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Hearing Matters

Hearing Matters: Neuroplasticity: The New Frontier in Audiology

Colucci, Dennis A. AuD

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doi: 10.1097/01.HJ.0000421135.90967.51
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Figure. i
Figure. i:

Neuroplasticity is powerful and relevant to patient care, especially when learning and memory are affected. It refers to changes in neural pathways and synapses, which are due to changes in behavior, environment, neural processes, and changes resulting from bodily injury. Neuroplastic changes in audiology drive a patient's success with amplification and sound therapies.

Figure. De
Figure. De:
nnis A. Colucci, AuD

A 25-year-old woman with complete left hemisphere brain injury at 1½ years old is trained for successful speech communication and independent living as a result of reorganization in the remaining hemisphere. (J Med Life 2011;4[3]:291.) A long-term study from Johns Hopkins University in Baltimore has shown that patients with hearing loss are at risk of developing dementia two to five times greater than those without hearing loss. (Arch Neurol 2011;68[2]:214.) These studies remind us that senses and functions such as hearing, vision, learning, and memory are tightly intertwined and dramatically affect one another.

Three primary types of anatomical changes may occur when looking at how neuroplasticity works in hearing. First, synaptogenesis and pruning are the processes of developing or removing whole synapses or synaptic groups that modify connections between neurons. Pruning occurs when a stimulus is inhibited or a new experience is deemed to be more functional. A good example is a patient who becomes hearing impaired, and his auditory skills diminish when experience is not reinforced. This is where the old adage “use it or lose it” becomes anatomical. Connections can, in a matter of weeks, develop and reorganize when functional hearing is restored. (Hum Brain Mapp 2000;10[1]:28.)

Secondly, neuronal migration allocates neurons as they extend across the brain to connect processing areas. This function is especially important to the developing brain because maturational changes will set up how the brain cells should operate together. This is a specialized process, and research has shown that specific proteins influence tonotopic organization throughout the auditory system. (PLoS One 2011;6[10]:e26192.)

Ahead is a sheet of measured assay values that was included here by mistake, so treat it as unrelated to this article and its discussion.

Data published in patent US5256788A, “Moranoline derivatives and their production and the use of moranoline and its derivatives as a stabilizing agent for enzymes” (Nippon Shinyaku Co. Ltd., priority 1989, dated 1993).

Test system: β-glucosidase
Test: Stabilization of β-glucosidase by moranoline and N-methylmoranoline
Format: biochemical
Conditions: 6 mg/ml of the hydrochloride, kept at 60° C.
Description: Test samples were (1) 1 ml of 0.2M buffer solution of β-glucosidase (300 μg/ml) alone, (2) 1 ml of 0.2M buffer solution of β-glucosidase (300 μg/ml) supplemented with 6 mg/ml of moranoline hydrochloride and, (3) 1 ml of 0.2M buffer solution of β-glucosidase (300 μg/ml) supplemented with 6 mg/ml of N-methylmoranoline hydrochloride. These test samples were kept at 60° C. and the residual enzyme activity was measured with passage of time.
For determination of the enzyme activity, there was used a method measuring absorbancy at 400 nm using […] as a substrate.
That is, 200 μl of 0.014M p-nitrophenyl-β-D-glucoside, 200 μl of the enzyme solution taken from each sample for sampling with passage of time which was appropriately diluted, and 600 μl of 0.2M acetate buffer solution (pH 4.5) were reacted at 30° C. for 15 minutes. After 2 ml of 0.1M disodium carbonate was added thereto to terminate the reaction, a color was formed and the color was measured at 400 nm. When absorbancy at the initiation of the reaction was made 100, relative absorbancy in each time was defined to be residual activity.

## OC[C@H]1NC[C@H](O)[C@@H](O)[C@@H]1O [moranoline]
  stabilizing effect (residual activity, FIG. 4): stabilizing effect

Finally, neurogenesis, as its name implies, generates new neurons from fetal through early adult development but not at the same rate after that. Infants with cochlear implants are a great example of how neurogenesis works. Early implantation continues new cell development in the auditory system and related connections. It is clear that the deleterious effects of sensory deprivation are for the most part avoided by providing a foundation for stimulus-driven learning. (Trends Neurosci 2012;35[2]:111.)

Understanding neuroplasticity's role in hearing loss is important because behavior changes often reflect outcome measures, which can be useful indicators of treatment success. A patient may say, for example, that he is not asking people to repeat words or that his family thinks he is more conversational.

Audiologists are trained to maximize individual hearing instrument performance and use measures to ensure that audibility and suprathreshold events meet patients' needs. It is impossible to determine the efficacy of amplification without these measures. I could not help patients without my real-ear probe system because I would not know how far off fitting formulas and a best fit were without it. I frequently find that changes to the default prescription, after ear probe, have no relationship to the suggested settings.

The brain can continue to overwork at communication, and the expected neuroplastic changes may not occur when the fit is poor. This is because gain, compression, or output are not matched precisely to the patient's loudness contours, or automated fitting options conflict with the patient's performance needs. The outcome to the clinician may be compromised and the hearing aids returned.

Currently most audiological neuroplastic measures are subjective, although MRIs are demonstrating remarkable findings in musicians. A functional MRI, EEG, or other physical measure of neuroplasticity will allow clinicians in the future to maximize the benefits of amplification and therapy to patients with hearing loss.

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